How big of a buffering tank did (do?) you use and are there any specific kinds of insulated tank that are better for this? Quick math seems to indicate that a 50gal tank provides about 10K BTU of reserves with a 72*F setpoint. Of course, there will be standby losses, and I'd expect to want/need a decent reserve for the hottest days. A very interesting idea!

  11. #89
    Join Date
    Dec 2002
    Location
    Houston,Tx.
    Posts
    15,513
    Quote Originally Posted by Bear_in_HOU View Post
    A very interesting idea!
    Heck, I would just appreciate an invitation to the party when the installation begins, this will be one of those "seeing is believing" installs no doubt "if" it all works out. Of course the a/c system cost may tower over the complete home build cost by the time it's all said and done, but what the heck, it's only money and you can't put a price on comfort, right?
    __________________________________________________ ____________________________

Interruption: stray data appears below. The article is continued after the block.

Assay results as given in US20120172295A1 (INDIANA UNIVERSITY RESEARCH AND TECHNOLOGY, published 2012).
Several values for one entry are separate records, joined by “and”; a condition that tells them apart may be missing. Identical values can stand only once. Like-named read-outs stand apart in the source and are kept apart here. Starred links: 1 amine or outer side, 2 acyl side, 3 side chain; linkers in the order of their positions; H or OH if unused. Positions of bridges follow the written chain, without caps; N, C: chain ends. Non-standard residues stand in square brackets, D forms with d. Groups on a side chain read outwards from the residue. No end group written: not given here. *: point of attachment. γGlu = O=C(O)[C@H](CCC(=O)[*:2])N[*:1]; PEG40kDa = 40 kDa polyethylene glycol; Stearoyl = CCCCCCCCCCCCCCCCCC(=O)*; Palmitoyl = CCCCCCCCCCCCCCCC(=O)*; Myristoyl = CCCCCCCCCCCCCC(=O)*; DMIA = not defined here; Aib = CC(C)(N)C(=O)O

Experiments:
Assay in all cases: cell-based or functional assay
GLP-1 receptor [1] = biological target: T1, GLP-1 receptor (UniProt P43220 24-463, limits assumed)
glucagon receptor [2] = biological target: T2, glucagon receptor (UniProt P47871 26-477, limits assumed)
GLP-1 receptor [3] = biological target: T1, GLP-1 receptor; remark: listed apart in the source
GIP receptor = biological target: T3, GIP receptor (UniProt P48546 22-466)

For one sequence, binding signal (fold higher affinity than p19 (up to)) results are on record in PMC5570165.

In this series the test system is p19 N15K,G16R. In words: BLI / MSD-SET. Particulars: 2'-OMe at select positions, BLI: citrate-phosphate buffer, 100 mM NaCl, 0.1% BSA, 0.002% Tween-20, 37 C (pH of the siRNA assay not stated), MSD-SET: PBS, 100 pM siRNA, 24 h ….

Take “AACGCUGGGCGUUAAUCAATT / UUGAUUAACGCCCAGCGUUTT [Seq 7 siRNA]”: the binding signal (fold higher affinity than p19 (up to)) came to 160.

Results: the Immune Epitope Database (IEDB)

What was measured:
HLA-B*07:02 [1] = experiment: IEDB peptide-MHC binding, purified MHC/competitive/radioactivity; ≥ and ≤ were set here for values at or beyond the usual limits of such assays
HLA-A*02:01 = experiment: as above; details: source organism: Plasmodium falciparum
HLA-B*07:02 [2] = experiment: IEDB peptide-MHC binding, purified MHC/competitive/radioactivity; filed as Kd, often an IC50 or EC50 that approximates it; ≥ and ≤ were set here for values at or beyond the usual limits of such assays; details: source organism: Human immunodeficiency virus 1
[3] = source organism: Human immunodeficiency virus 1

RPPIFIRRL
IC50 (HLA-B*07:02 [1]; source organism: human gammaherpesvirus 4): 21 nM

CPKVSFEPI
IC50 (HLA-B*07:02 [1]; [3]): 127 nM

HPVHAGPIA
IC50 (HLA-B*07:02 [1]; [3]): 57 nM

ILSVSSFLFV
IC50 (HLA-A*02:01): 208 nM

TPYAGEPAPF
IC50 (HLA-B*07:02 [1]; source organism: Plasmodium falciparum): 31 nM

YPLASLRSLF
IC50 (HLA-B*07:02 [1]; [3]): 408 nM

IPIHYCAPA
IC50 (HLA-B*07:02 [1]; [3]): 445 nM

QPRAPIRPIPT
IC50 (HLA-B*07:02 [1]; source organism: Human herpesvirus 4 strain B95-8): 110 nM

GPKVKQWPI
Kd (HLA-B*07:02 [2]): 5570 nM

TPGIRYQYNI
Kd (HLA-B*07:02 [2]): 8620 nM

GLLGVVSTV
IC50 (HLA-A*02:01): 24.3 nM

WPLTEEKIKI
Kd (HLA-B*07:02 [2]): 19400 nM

“Reality is merely an illusion, albeit a very persistent one.” –Albert Einstein

    “Experience is a hard teacher because she gives the test first, the lesson afterwards.”-Vernon Law

  12. #90
    Join Date
    Aug 2009
    Location
    Jurupa Valley, CA
    Posts
    1,644
    Quote Originally Posted by Mr Bill View Post
    Heck, I would just appreciate an invitation to the party when the installation begins, this will be one of those "seeing is believing" installs no doubt "if" it all works out. Of course the a/c system cost may tower over the complete home build cost by the time it's all said and done, but what the heck, it's only money and you can't put a price on comfort, right?
    So what part of the system is going to add this exorbitant cost? This is not some experiment in new technology, it's applying tried and true technology to a different sized envelope. Thermodynamics work regardless of the size.

  13. #91
    Join Date
    Dec 2002
    Location
    Houston,Tx.
    Posts
    15,513
    Quote Originally Posted by CraziFuzzy View Post
    So what part of the system is going to add this exorbitant cost?.
    Famous last words! My first question might be, were is he going to find someone in Houston to do this? after you answer this, I have another question for you.
    __________________________________________________ ____________________________
    “Reality is merely an illusion, albeit a very persistent one.” –Albert Einstein

    “Experience is a hard teacher because she gives the test first, the lesson afterwards.”-Vernon Law